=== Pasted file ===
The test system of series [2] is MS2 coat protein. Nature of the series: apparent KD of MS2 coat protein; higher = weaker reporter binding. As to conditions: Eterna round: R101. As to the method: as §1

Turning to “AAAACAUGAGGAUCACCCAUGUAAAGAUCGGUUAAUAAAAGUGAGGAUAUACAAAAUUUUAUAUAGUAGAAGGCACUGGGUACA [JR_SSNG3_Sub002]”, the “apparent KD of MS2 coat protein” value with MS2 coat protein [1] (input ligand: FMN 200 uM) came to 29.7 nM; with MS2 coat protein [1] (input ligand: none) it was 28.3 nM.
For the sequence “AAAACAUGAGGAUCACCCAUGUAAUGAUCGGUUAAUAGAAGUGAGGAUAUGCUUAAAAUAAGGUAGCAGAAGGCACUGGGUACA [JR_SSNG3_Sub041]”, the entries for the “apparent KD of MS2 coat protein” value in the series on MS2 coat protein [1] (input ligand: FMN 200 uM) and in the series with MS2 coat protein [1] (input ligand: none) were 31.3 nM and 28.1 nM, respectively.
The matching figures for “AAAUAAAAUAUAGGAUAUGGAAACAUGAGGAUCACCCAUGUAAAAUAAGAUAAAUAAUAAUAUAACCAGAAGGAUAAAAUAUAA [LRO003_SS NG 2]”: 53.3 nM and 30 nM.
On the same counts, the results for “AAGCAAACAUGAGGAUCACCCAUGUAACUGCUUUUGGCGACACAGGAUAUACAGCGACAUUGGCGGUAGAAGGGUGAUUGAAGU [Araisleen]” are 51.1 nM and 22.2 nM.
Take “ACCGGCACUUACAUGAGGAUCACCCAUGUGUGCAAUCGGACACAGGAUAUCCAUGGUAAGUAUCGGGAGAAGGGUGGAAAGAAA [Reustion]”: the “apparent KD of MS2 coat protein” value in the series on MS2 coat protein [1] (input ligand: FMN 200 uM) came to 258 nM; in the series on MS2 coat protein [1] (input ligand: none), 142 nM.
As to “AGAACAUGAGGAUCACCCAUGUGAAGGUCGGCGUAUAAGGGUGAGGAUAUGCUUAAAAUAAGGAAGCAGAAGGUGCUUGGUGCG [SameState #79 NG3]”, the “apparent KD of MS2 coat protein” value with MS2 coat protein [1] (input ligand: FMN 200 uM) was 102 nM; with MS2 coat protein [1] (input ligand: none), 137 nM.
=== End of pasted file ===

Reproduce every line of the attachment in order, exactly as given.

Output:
The test system of series [2] is MS2 coat protein. Nature of the series: apparent KD of MS2 coat protein; higher = weaker reporter binding. As to conditions: Eterna round: R101. As to the method: as §1

Turning to “AAAACAUGAGGAUCACCCAUGUAAAGAUCGGUUAAUAAAAGUGAGGAUAUACAAAAUUUUAUAUAGUAGAAGGCACUGGGUACA [JR_SSNG3_Sub002]”, the “apparent KD of MS2 coat protein” value with MS2 coat protein [1] (input ligand: FMN 200 uM) came to 29.7 nM; with MS2 coat protein [1] (input ligand: none) it was 28.3 nM.
For the sequence “AAAACAUGAGGAUCACCCAUGUAAUGAUCGGUUAAUAGAAGUGAGGAUAUGCUUAAAAUAAGGUAGCAGAAGGCACUGGGUACA [JR_SSNG3_Sub041]”, the entries for the “apparent KD of MS2 coat protein” value in the series on MS2 coat protein [1] (input ligand: FMN 200 uM) and in the series with MS2 coat protein [1] (input ligand: none) were 31.3 nM and 28.1 nM, respectively.
The matching figures for “AAAUAAAAUAUAGGAUAUGGAAACAUGAGGAUCACCCAUGUAAAAUAAGAUAAAUAAUAAUAUAACCAGAAGGAUAAAAUAUAA [LRO003_SS NG 2]”: 53.3 nM and 30 nM.
On the same counts, the results for “AAGCAAACAUGAGGAUCACCCAUGUAACUGCUUUUGGCGACACAGGAUAUACAGCGACAUUGGCGGUAGAAGGGUGAUUGAAGU [Araisleen]” are 51.1 nM and 22.2 nM.
Take “ACCGGCACUUACAUGAGGAUCACCCAUGUGUGCAAUCGGACACAGGAUAUCCAUGGUAAGUAUCGGGAGAAGGGUGGAAAGAAA [Reustion]”: the “apparent KD of MS2 coat protein” value in the series on MS2 coat protein [1] (input ligand: FMN 200 uM) came to 258 nM; in the series on MS2 coat protein [1] (input ligand: none), 142 nM.
As to “AGAACAUGAGGAUCACCCAUGUGAAGGUCGGCGUAUAAGGGUGAGGAUAUGCUUAAAAUAAGGAAGCAGAAGGUGCUUGGUGCG [SameState #79 NG3]”, the “apparent KD of MS2 coat protein” value with MS2 coat protein [1] (input ligand: FMN 200 uM) was 102 nM; with MS2 coat protein [1] (input ligand: none), 137 nM.